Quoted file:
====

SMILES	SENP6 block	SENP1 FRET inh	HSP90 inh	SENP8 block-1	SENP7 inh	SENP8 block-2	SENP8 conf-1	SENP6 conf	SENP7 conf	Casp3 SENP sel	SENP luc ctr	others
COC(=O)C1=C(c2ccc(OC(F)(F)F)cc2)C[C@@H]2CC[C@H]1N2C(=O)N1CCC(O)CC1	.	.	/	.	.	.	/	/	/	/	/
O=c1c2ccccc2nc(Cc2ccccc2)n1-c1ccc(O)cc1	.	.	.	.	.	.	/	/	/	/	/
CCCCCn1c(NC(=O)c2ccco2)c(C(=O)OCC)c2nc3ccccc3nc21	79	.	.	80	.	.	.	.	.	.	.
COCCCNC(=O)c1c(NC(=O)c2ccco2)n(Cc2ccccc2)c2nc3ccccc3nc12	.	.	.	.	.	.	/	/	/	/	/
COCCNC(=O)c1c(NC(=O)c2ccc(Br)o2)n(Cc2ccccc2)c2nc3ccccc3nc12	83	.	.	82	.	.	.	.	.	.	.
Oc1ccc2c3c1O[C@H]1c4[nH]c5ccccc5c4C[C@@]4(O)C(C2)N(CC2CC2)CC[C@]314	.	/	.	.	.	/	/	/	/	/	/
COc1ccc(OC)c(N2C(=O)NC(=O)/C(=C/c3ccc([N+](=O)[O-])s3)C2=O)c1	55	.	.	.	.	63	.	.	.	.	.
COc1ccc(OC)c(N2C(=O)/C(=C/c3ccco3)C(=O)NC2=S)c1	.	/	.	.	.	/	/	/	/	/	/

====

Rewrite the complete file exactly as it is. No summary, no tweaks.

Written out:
SMILES	SENP6 block	SENP1 FRET inh	HSP90 inh	SENP8 block-1	SENP7 inh	SENP8 block-2	SENP8 conf-1	SENP6 conf	SENP7 conf	Casp3 SENP sel	SENP luc ctr	others
COC(=O)C1=C(c2ccc(OC(F)(F)F)cc2)C[C@@H]2CC[C@H]1N2C(=O)N1CCC(O)CC1	.	.	/	.	.	.	/	/	/	/	/
O=c1c2ccccc2nc(Cc2ccccc2)n1-c1ccc(O)cc1	.	.	.	.	.	.	/	/	/	/	/
CCCCCn1c(NC(=O)c2ccco2)c(C(=O)OCC)c2nc3ccccc3nc21	79	.	.	80	.	.	.	.	.	.	.
COCCCNC(=O)c1c(NC(=O)c2ccco2)n(Cc2ccccc2)c2nc3ccccc3nc12	.	.	.	.	.	.	/	/	/	/	/
COCCNC(=O)c1c(NC(=O)c2ccc(Br)o2)n(Cc2ccccc2)c2nc3ccccc3nc12	83	.	.	82	.	.	.	.	.	.	.
Oc1ccc2c3c1O[C@H]1c4[nH]c5ccccc5c4C[C@@]4(O)C(C2)N(CC2CC2)CC[C@]314	.	/	.	.	.	/	/	/	/	/	/
COc1ccc(OC)c(N2C(=O)NC(=O)/C(=C/c3ccc([N+](=O)[O-])s3)C2=O)c1	55	.	.	.	.	63	.	.	.	.	.
COc1ccc(OC)c(N2C(=O)/C(=C/c3ccco3)C(=O)NC2=S)c1	.	/	.	.	.	/	/	/	/	/	/